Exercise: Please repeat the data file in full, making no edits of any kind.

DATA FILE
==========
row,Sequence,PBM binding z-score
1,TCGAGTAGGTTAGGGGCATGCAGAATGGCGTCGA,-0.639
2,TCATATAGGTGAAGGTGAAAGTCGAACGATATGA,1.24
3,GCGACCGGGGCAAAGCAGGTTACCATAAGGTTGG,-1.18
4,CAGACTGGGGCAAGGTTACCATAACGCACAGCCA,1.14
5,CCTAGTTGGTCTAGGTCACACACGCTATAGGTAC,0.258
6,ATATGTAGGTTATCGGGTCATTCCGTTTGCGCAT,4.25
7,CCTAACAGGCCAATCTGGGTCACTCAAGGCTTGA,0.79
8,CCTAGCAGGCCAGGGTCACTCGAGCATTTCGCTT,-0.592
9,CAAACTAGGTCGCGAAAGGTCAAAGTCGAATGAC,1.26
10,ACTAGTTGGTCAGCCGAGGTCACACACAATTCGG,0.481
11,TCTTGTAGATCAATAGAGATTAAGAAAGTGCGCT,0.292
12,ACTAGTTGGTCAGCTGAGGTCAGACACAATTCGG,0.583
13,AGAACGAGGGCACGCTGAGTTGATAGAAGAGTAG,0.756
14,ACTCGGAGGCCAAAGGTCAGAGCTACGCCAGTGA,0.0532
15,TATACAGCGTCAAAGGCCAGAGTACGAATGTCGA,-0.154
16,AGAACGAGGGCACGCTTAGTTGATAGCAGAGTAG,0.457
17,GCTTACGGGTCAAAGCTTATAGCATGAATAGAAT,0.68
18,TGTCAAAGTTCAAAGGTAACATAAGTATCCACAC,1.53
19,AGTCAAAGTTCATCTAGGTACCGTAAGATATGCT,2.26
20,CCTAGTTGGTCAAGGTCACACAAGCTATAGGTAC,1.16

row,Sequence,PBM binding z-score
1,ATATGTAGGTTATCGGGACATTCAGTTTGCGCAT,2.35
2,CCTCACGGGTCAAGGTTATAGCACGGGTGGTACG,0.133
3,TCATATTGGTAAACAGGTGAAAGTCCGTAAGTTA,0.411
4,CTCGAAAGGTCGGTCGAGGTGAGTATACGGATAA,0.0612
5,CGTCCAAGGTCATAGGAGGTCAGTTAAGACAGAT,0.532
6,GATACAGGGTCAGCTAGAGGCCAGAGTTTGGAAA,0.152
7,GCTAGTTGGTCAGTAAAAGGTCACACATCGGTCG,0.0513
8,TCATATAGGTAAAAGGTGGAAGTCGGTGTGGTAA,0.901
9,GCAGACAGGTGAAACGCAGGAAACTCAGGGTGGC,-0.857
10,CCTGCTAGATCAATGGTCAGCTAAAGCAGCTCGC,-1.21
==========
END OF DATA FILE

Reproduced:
row,Sequence,PBM binding z-score
1,TCGAGTAGGTTAGGGGCATGCAGAATGGCGTCGA,-0.639
2,TCATATAGGTGAAGGTGAAAGTCGAACGATATGA,1.24
3,GCGACCGGGGCAAAGCAGGTTACCATAAGGTTGG,-1.18
4,CAGACTGGGGCAAGGTTACCATAACGCACAGCCA,1.14
5,CCTAGTTGGTCTAGGTCACACACGCTATAGGTAC,0.258
6,ATATGTAGGTTATCGGGTCATTCCGTTTGCGCAT,4.25
7,CCTAACAGGCCAATCTGGGTCACTCAAGGCTTGA,0.79
8,CCTAGCAGGCCAGGGTCACTCGAGCATTTCGCTT,-0.592
9,CAAACTAGGTCGCGAAAGGTCAAAGTCGAATGAC,1.26
10,ACTAGTTGGTCAGCCGAGGTCACACACAATTCGG,0.481
11,TCTTGTAGATCAATAGAGATTAAGAAAGTGCGCT,0.292
12,ACTAGTTGGTCAGCTGAGGTCAGACACAATTCGG,0.583
13,AGAACGAGGGCACGCTGAGTTGATAGAAGAGTAG,0.756
14,ACTCGGAGGCCAAAGGTCAGAGCTACGCCAGTGA,0.0532
15,TATACAGCGTCAAAGGCCAGAGTACGAATGTCGA,-0.154
16,AGAACGAGGGCACGCTTAGTTGATAGCAGAGTAG,0.457
17,GCTTACGGGTCAAAGCTTATAGCATGAATAGAAT,0.68
18,TGTCAAAGTTCAAAGGTAACATAAGTATCCACAC,1.53
19,AGTCAAAGTTCATCTAGGTACCGTAAGATATGCT,2.26
20,CCTAGTTGGTCAAGGTCACACAAGCTATAGGTAC,1.16

row,Sequence,PBM binding z-score
1,ATATGTAGGTTATCGGGACATTCAGTTTGCGCAT,2.35
2,CCTCACGGGTCAAGGTTATAGCACGGGTGGTACG,0.133
3,TCATATTGGTAAACAGGTGAAAGTCCGTAAGTTA,0.411
4,CTCGAAAGGTCGGTCGAGGTGAGTATACGGATAA,0.0612
5,CGTCCAAGGTCATAGGAGGTCAGTTAAGACAGAT,0.532
6,GATACAGGGTCAGCTAGAGGCCAGAGTTTGGAAA,0.152
7,GCTAGTTGGTCAGTAAAAGGTCACACATCGGTCG,0.0513
8,TCATATAGGTAAAAGGTGGAAGTCGGTGTGGTAA,0.901
9,GCAGACAGGTGAAACGCAGGAAACTCAGGGTGGC,-0.857
10,CCTGCTAGATCAATGGTCAGCTAAAGCAGCTCGC,-1.21